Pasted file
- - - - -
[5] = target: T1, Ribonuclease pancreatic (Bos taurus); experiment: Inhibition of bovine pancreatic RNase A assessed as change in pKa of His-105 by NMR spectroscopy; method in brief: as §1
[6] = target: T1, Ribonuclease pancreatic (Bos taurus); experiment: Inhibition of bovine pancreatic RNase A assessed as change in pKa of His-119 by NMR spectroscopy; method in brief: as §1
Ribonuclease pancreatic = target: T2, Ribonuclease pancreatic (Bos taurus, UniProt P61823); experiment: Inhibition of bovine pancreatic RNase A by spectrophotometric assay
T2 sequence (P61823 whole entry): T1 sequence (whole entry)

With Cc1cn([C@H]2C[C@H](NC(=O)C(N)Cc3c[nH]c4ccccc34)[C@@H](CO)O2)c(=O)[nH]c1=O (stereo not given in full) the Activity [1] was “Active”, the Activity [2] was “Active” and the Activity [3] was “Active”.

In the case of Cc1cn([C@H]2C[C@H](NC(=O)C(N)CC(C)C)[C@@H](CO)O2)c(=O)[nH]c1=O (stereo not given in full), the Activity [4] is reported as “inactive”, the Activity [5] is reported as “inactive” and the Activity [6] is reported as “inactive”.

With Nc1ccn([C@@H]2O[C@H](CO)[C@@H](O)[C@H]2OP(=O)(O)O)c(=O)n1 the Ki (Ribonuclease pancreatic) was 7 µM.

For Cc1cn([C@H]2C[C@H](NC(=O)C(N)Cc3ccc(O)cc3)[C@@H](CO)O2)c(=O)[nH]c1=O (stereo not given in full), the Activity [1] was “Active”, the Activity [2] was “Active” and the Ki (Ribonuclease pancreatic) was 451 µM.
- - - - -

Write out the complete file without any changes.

[5] = target: T1, Ribonuclease pancreatic (Bos taurus); experiment: Inhibition of bovine pancreatic RNase A assessed as change in pKa of His-105 by NMR spectroscopy; method in brief: as §1
[6] = target: T1, Ribonuclease pancreatic (Bos taurus); experiment: Inhibition of bovine pancreatic RNase A assessed as change in pKa of His-119 by NMR spectroscopy; method in brief: as §1
Ribonuclease pancreatic = target: T2, Ribonuclease pancreatic (Bos taurus, UniProt P61823); experiment: Inhibition of bovine pancreatic RNase A by spectrophotometric assay
T2 sequence (P61823 whole entry): T1 sequence (whole entry)

With Cc1cn([C@H]2C[C@H](NC(=O)C(N)Cc3c[nH]c4ccccc34)[C@@H](CO)O2)c(=O)[nH]c1=O (stereo not given in full) the Activity [1] was “Active”, the Activity [2] was “Active” and the Activity [3] was “Active”.

In the case of Cc1cn([C@H]2C[C@H](NC(=O)C(N)CC(C)C)[C@@H](CO)O2)c(=O)[nH]c1=O (stereo not given in full), the Activity [4] is reported as “inactive”, the Activity [5] is reported as “inactive” and the Activity [6] is reported as “inactive”.

With Nc1ccn([C@@H]2O[C@H](CO)[C@@H](O)[C@H]2OP(=O)(O)O)c(=O)n1 the Ki (Ribonuclease pancreatic) was 7 µM.

For Cc1cn([C@H]2C[C@H](NC(=O)C(N)Cc3ccc(O)cc3)[C@@H](CO)O2)c(=O)[nH]c1=O (stereo not given in full), the Activity [1] was “Active”, the Activity [2] was “Active” and the Ki (Ribonuclease pancreatic) was 451 µM.